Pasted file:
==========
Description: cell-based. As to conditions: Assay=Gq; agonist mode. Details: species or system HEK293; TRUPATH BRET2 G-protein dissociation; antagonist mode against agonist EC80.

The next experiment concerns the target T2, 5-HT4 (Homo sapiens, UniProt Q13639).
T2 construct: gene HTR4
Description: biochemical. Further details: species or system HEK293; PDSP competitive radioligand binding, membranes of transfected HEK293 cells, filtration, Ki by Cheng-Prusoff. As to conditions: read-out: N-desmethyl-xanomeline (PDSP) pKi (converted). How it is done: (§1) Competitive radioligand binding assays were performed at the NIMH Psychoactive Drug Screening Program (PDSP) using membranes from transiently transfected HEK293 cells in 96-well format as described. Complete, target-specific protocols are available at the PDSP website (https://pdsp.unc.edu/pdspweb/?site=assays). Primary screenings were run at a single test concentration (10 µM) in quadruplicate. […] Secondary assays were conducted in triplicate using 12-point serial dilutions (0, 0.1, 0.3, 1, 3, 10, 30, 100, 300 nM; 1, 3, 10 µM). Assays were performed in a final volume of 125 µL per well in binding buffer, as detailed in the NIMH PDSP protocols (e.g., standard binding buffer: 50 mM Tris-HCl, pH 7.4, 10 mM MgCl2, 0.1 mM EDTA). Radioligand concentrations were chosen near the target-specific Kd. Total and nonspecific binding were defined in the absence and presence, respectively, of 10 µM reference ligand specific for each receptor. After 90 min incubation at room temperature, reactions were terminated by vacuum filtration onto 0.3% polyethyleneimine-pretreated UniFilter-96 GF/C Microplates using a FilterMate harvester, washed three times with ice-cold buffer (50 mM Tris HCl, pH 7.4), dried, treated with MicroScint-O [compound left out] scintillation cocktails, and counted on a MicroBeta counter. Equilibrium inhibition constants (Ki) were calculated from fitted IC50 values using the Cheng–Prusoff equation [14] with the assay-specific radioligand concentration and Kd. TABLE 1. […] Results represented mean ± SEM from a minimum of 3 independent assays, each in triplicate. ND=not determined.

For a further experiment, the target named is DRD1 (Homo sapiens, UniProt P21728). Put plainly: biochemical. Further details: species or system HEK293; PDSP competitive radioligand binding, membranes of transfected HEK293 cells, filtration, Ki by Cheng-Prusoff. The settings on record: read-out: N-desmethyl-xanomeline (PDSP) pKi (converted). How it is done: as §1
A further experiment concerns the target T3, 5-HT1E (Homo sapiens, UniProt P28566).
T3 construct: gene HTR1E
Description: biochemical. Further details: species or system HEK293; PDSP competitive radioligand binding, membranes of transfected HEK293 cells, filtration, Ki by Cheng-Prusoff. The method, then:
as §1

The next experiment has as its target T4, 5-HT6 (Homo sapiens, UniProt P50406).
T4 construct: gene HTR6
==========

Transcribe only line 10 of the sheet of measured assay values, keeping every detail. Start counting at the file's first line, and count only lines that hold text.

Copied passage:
The next experiment has as its target T4, 5-HT6 (Homo sapiens, UniProt P50406).